Since October 2017, Madigan has personally met with women from every department in the Office of the Speaker to discuss their views of the work environment and get their feedback on necessary changes. At the Speaker’s direction, every director has met with each employee to discuss the working environment and seek input on recommendations for changes.

Based on these recommendations and working in partnership with the members of the House Democratic Women’s Caucus, Madigan has implemented major internal reforms within the Office of the Speaker, including:

  • Adopting a zero-tolerance policy for harassment;
  • Retaining outside counsel to conduct an independent investigation of practices and allegations of any discrimination or harassment;
  • Hiring a full-time equal opportunity employment officer who is available to all employees; and
  • Updating personnel rules and instituting new requirements for reporting and handling allegations of discrimination or harassment.

“No one bill or reform on its own will end the harassment and discrimination faced by so many throughout our state – but through greater awareness and resolve to do better, we can make all workplaces fairer and more welcoming,” Deputy House Majority Leader Jehan Gordon-Booth said. “Speaker Madigan and House Democrats are committed to ensuring that everyone—whether their workplace is the State Capitol or a local restaurant—knows their voice will be heard, their rights will be respected and their concerns will be acted upon.”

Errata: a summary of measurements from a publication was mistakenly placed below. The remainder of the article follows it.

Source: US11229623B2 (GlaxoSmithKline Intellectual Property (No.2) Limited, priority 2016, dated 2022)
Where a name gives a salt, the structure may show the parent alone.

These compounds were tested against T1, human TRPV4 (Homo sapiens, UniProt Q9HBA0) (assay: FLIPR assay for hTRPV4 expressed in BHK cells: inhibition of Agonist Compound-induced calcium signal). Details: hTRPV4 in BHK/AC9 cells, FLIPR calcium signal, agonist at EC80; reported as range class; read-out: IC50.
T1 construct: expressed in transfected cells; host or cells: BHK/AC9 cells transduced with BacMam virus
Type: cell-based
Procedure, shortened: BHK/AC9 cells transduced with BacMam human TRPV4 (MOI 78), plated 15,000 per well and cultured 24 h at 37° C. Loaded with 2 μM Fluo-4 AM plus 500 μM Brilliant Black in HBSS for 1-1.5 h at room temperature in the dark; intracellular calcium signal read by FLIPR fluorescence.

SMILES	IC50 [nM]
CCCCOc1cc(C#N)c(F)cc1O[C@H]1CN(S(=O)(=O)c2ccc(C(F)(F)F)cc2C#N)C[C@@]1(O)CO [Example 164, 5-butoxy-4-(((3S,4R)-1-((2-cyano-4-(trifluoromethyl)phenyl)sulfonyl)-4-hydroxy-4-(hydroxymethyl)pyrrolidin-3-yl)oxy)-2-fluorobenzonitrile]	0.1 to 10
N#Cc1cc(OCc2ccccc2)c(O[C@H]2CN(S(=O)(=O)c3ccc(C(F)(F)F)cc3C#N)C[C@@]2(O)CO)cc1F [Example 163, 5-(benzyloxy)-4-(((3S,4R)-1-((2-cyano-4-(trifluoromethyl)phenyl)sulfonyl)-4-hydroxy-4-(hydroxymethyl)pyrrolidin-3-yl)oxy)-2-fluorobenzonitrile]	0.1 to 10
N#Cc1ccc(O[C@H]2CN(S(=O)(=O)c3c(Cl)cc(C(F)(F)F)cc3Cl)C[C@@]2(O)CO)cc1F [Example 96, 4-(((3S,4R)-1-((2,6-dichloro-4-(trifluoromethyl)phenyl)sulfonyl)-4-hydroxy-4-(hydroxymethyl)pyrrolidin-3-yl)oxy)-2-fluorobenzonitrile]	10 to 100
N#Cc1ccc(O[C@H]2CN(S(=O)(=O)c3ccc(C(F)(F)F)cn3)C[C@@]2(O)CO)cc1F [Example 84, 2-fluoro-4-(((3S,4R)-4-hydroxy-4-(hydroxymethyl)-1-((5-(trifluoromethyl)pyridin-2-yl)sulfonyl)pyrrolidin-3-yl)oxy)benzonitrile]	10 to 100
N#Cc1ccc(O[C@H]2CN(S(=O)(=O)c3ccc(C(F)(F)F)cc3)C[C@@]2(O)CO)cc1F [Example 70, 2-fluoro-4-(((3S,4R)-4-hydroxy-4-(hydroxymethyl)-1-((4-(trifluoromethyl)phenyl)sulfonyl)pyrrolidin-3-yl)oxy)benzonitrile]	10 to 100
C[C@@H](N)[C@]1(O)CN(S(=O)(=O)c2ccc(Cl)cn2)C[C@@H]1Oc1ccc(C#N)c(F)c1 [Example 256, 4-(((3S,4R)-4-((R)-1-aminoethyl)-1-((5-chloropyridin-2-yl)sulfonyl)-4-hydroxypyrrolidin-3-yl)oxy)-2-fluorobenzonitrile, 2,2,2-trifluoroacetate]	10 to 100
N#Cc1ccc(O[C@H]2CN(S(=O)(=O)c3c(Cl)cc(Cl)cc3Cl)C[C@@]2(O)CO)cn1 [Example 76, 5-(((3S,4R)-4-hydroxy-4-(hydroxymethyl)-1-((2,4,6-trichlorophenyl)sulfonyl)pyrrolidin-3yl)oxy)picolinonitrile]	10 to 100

“Speaker Madigan and the members of the House Democratic Women’s Caucus share a commitment to working toward a culture in state government and throughout Illinois that refuses to tolerate harassment and refuses to look away from unacceptable behavior,” said Assistant Majority Leader Kelly Burke. “This legislation builds on the steps we have taken within the Capitol and recognizes that women working throughout Illinois must be heard. This partnership between Speaker Madigan, the House Democratic Women’s Caucus, and senators and representatives from both sides of the aisle is critical to our ongoing effort to build a better culture for all.”

Rep. Michael J MadiganRep. Michael J Madigan

Speaker of the House
22nd District

Visit Speaker Madigan’s website

Springfield Office:
300 State House
Springfield, IL 62706
(217) 782-5350

District Office:
6500 South Pulaski Road
Chicago, IL 60629
(773) 581-8000
(773) 581-9414 (fax)